Skip to comments.Universities Want More Money
Posted on 02/28/2014 6:50:24 AM PST by Academiadotorg
A team of researchers from Penn looked at the condition of higher education and came to about the same conclusion that academics usually come to when pressed to make a self-examination: Universities need more money.
The years before 2000 saw relatively few attempts to compare states performance in higher education, Joni E. Finney, Laura W. Perna and Patrick M. Callan write in their report. The Measuring Up series of state report cards, published from 2000 to 2008, called attention to how state higher education systems stacked up against the best‐performing states and, later, against international standards.
These state reports focused attention on measures of performance rather than traditional measures of higher education inputs, such as the number of books in the library, the number of faculty members with PhDs, and the institutions reputations and resources.
In other words, they were grading colleges on how much money they could get and what they could do with it. The authors footnote tells us that Measuring Up is a biennial state‐by-‐state report card published by the National Center for Public Policy and Higher Education from 2000‐2008.
While Measuring Up informed states about their higher education performance, it didnt identify what influenced differences in performance across states or changes over time in performance within a state, Finney, Pema and Callan explain. The State Review Project builds on the work of Measuring Up by showing how State policies can affect performance.
To better understand state performance, we used data that could be compared across states, supplemented with state‐specific data, to understand four areas of higher education performance that, together, result in a states higher education attainment:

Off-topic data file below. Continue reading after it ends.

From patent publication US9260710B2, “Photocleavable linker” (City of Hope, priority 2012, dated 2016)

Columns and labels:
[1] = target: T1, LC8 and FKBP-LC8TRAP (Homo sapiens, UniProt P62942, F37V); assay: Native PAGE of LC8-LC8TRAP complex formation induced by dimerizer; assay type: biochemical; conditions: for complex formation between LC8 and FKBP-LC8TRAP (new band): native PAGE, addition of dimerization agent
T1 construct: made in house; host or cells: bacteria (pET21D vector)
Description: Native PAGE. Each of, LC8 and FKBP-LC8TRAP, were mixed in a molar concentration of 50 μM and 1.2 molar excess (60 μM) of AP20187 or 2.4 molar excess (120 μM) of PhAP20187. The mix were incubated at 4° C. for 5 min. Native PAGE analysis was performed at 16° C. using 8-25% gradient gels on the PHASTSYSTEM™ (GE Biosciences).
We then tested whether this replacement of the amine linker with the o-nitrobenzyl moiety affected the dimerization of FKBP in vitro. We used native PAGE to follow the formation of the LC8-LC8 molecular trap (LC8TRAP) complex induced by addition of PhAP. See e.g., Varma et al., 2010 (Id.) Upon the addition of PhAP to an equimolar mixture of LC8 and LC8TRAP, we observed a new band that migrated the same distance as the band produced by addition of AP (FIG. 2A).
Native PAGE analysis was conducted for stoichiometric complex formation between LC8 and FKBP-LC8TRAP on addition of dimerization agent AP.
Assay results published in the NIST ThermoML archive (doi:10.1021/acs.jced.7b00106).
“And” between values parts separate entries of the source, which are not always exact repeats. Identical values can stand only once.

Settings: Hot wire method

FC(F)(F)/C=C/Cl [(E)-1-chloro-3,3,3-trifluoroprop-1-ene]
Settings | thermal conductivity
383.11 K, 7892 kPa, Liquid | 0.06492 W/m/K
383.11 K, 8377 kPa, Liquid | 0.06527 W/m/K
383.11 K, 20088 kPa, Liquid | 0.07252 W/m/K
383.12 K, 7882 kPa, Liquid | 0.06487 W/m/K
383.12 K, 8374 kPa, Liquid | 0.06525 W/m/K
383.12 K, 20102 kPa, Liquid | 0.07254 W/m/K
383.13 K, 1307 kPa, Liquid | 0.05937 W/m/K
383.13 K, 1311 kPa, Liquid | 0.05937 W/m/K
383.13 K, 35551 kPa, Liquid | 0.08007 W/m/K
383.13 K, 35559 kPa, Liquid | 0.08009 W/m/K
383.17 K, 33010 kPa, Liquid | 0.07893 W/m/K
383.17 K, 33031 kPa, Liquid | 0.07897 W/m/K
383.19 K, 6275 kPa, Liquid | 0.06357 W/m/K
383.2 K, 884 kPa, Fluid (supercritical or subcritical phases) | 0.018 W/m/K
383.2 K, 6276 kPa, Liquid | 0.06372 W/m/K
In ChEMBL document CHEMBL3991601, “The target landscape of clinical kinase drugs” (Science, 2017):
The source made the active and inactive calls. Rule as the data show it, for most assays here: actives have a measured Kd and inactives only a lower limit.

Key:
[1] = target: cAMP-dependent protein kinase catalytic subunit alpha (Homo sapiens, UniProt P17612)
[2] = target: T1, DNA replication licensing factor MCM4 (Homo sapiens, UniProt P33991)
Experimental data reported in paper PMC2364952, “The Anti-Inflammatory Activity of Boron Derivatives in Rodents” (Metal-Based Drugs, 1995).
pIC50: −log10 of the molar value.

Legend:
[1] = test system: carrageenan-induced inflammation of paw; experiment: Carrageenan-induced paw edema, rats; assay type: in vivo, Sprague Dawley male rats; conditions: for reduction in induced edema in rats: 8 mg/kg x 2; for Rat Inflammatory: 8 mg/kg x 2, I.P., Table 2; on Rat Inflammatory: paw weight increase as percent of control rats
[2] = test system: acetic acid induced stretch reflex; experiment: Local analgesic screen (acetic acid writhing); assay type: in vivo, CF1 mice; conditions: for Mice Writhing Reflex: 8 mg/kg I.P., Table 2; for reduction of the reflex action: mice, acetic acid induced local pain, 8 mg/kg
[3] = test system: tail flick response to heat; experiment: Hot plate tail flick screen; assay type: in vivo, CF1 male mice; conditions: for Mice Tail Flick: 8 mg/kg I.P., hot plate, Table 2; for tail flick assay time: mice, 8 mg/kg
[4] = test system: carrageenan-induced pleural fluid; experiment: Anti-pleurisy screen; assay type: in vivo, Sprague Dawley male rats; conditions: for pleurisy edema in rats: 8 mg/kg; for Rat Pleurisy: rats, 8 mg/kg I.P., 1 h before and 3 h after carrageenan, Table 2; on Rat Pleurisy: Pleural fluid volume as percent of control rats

1)Preparation for postsecondary education; 2)Participation in workforce certificate or degree programs after high school; 3)Completion of workforce certificates and degrees; and, 4)Affordability.
Notice what comes last. Their report is entitled Renewing the Promise: State Policies to Improve Higher Education. They looked at higher education in five statesTexas, Georgia, Illinois, Washington and Maryland.
Maryland is the state that impressed them the most. Except for Maryland, none of the five States we studied have a long‐term strategy to link state appropriations, tuition, and financial aid in ways that will help achieve higher levels of educational attainment. At the
Time of our study, the de-facto finance policy in most states was taking it one year at a time, resulting in unstable funding for higher education and unpredictable tuition levels for students and families. Historically, these states, like most others, relied on funding formulas based on student enrollment and institutional mission.
The vast majority of college education is over rated and over priced.
When is the last time you heard anyone say they want less money?
People in hell want more ice water, too .
My step-dad used to tell me that all of the time. I always wondered how he knew?
I want more money too. Being white, do you think I can get the government to pass any laws or even lift a finger to help me? Yeah...sure....
People need to get out and vote conservatives into university administrative positions where ever possible.
Engineering classes, and degrees....always pay off. You won’t have trouble ever....finding a job with a engineering degree.
Now, those folks with social science degrees, environmental studies, art history, French literature, anything with studies in the wording, or finance, management, economics? These folks ought to pay more for their professors...anticipate limited hiring....and note that their degree isn’t comparable to a degree in medicine or engineering.
Don’t know about other fields of academic study, but almost every research paper published in my field, psychiatry (flames from Freepers are obligatory here), ends with some summary statement that, “of course, more research [money, usually federal grants - i.e. your and my money] is needed to really sort this out.”
I think it’s an assumption —LOL!
Reagan’s head of mass transit, in testimony to Congress. Congress turned him down.
you can see this when you compare the cost of buying a volume of Dickens with the cost of a course on Dickens and the book’s a better deal: you’ll actually learn what Dickens wrote.
Actually, if Republican trustees got proactive, they could do wonders.
Really? He asked for less? That is so cool.
I thought universities were free from the evil capitalist greed that motivates the real world. /sarc
In Academia speak, “We have not been ‘fully funded’.”